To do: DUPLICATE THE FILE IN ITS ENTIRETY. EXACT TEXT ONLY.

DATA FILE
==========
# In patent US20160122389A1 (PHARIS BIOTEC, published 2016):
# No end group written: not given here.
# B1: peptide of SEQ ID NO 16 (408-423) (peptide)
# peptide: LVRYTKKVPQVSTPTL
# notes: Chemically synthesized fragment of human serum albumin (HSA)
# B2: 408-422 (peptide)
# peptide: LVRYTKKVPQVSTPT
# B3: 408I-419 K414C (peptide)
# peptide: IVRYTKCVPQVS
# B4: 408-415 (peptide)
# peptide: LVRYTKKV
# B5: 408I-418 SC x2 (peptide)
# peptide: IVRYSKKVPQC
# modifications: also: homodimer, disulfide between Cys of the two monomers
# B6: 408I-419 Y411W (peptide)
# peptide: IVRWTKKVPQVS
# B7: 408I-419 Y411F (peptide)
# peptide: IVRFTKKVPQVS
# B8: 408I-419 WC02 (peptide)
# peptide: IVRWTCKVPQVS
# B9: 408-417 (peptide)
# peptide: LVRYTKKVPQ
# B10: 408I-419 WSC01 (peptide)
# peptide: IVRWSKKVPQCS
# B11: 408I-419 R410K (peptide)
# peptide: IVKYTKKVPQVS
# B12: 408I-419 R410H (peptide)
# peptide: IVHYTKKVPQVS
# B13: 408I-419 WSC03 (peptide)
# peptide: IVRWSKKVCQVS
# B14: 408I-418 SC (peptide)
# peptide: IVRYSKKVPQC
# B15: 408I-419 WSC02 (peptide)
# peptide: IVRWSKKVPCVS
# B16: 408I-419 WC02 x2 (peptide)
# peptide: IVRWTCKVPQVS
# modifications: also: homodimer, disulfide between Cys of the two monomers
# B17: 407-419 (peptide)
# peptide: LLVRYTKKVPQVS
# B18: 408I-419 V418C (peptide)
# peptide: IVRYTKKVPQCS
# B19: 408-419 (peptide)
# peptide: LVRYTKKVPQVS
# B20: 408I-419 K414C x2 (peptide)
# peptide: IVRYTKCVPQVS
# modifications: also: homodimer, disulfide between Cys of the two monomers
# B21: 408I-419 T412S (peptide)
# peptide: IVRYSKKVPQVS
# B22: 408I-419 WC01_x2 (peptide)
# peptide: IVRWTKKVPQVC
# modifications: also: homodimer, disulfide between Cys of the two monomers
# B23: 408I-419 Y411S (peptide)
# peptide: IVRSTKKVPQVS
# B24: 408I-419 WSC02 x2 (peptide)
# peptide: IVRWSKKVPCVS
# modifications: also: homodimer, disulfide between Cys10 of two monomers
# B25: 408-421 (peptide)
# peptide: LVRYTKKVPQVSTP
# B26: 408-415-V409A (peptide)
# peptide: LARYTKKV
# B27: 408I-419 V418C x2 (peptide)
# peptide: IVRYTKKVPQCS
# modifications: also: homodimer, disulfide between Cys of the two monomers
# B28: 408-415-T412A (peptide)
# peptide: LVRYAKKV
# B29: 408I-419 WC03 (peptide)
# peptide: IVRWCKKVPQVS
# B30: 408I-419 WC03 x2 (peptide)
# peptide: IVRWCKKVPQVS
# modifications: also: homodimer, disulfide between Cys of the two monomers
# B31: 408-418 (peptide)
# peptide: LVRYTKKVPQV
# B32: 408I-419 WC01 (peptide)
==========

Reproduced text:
# In patent US20160122389A1 (PHARIS BIOTEC, published 2016):
# No end group written: not given here.
# B1: peptide of SEQ ID NO 16 (408-423) (peptide)
# peptide: LVRYTKKVPQVSTPTL
# notes: Chemically synthesized fragment of human serum albumin (HSA)
# B2: 408-422 (peptide)
# peptide: LVRYTKKVPQVSTPT
# B3: 408I-419 K414C (peptide)
# peptide: IVRYTKCVPQVS
# B4: 408-415 (peptide)
# peptide: LVRYTKKV
# B5: 408I-418 SC x2 (peptide)
# peptide: IVRYSKKVPQC
# modifications: also: homodimer, disulfide between Cys of the two monomers
# B6: 408I-419 Y411W (peptide)
# peptide: IVRWTKKVPQVS
# B7: 408I-419 Y411F (peptide)
# peptide: IVRFTKKVPQVS
# B8: 408I-419 WC02 (peptide)
# peptide: IVRWTCKVPQVS
# B9: 408-417 (peptide)
# peptide: LVRYTKKVPQ
# B10: 408I-419 WSC01 (peptide)
# peptide: IVRWSKKVPQCS
# B11: 408I-419 R410K (peptide)
# peptide: IVKYTKKVPQVS
# B12: 408I-419 R410H (peptide)
# peptide: IVHYTKKVPQVS
# B13: 408I-419 WSC03 (peptide)
# peptide: IVRWSKKVCQVS
# B14: 408I-418 SC (peptide)
# peptide: IVRYSKKVPQC
# B15: 408I-419 WSC02 (peptide)
# peptide: IVRWSKKVPCVS
# B16: 408I-419 WC02 x2 (peptide)
# peptide: IVRWTCKVPQVS
# modifications: also: homodimer, disulfide between Cys of the two monomers
# B17: 407-419 (peptide)
# peptide: LLVRYTKKVPQVS
# B18: 408I-419 V418C (peptide)
# peptide: IVRYTKKVPQCS
# B19: 408-419 (peptide)
# peptide: LVRYTKKVPQVS
# B20: 408I-419 K414C x2 (peptide)
# peptide: IVRYTKCVPQVS
# modifications: also: homodimer, disulfide between Cys of the two monomers
# B21: 408I-419 T412S (peptide)
# peptide: IVRYSKKVPQVS
# B22: 408I-419 WC01_x2 (peptide)
# peptide: IVRWTKKVPQVC
# modifications: also: homodimer, disulfide between Cys of the two monomers
# B23: 408I-419 Y411S (peptide)
# peptide: IVRSTKKVPQVS
# B24: 408I-419 WSC02 x2 (peptide)
# peptide: IVRWSKKVPCVS
# modifications: also: homodimer, disulfide between Cys10 of two monomers
# B25: 408-421 (peptide)
# peptide: LVRYTKKVPQVSTP
# B26: 408-415-V409A (peptide)
# peptide: LARYTKKV
# B27: 408I-419 V418C x2 (peptide)
# peptide: IVRYTKKVPQCS
# modifications: also: homodimer, disulfide between Cys of the two monomers
# B28: 408-415-T412A (peptide)
# peptide: LVRYAKKV
# B29: 408I-419 WC03 (peptide)
# peptide: IVRWCKKVPQVS
# B30: 408I-419 WC03 x2 (peptide)
# peptide: IVRWCKKVPQVS
# modifications: also: homodimer, disulfide between Cys of the two monomers
# B31: 408-418 (peptide)
# peptide: LVRYTKKVPQV
# B32: 408I-419 WC01 (peptide)